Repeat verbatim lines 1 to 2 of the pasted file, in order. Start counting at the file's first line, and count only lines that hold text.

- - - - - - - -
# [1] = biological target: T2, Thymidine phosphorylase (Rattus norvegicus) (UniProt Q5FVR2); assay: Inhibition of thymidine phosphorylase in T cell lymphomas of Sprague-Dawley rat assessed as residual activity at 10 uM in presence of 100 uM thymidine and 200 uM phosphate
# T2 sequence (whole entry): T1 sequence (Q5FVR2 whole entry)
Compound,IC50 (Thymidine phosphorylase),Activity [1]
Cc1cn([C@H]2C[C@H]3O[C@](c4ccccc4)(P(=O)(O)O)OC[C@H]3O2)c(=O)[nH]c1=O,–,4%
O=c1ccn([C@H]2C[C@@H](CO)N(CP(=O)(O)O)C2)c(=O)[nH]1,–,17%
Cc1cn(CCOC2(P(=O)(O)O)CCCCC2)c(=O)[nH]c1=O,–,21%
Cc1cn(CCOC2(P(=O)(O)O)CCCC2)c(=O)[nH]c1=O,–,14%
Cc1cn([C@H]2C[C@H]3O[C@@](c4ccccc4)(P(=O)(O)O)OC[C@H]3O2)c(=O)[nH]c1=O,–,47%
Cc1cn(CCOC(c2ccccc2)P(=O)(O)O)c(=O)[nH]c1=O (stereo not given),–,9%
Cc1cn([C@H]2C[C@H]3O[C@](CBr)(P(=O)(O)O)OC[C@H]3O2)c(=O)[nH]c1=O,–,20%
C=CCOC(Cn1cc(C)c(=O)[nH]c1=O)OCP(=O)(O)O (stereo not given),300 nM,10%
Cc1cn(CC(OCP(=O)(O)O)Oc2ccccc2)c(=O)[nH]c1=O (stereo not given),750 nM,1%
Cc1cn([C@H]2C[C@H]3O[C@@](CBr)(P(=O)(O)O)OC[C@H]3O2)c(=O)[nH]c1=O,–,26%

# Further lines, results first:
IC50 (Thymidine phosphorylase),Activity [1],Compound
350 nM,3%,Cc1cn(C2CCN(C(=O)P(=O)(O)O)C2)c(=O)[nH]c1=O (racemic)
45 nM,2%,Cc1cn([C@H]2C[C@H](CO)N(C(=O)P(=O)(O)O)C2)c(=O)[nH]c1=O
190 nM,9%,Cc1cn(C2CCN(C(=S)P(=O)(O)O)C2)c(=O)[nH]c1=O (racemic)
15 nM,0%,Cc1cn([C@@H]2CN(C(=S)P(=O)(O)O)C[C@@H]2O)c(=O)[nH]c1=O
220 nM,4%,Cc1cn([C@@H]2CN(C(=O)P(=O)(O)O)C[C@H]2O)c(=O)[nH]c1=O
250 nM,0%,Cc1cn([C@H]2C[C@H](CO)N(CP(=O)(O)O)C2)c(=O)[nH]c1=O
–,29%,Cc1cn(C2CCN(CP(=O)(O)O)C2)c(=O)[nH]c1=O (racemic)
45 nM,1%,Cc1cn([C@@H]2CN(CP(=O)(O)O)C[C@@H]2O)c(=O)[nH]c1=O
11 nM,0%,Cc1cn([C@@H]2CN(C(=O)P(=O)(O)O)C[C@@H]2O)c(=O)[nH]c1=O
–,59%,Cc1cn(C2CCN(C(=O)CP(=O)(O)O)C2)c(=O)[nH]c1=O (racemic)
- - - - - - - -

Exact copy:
# [1] = biological target: T2, Thymidine phosphorylase (Rattus norvegicus) (UniProt Q5FVR2); assay: Inhibition of thymidine phosphorylase in T cell lymphomas of Sprague-Dawley rat assessed as residual activity at 10 uM in presence of 100 uM thymidine and 200 uM phosphate
# T2 sequence (whole entry): T1 sequence (Q5FVR2 whole entry)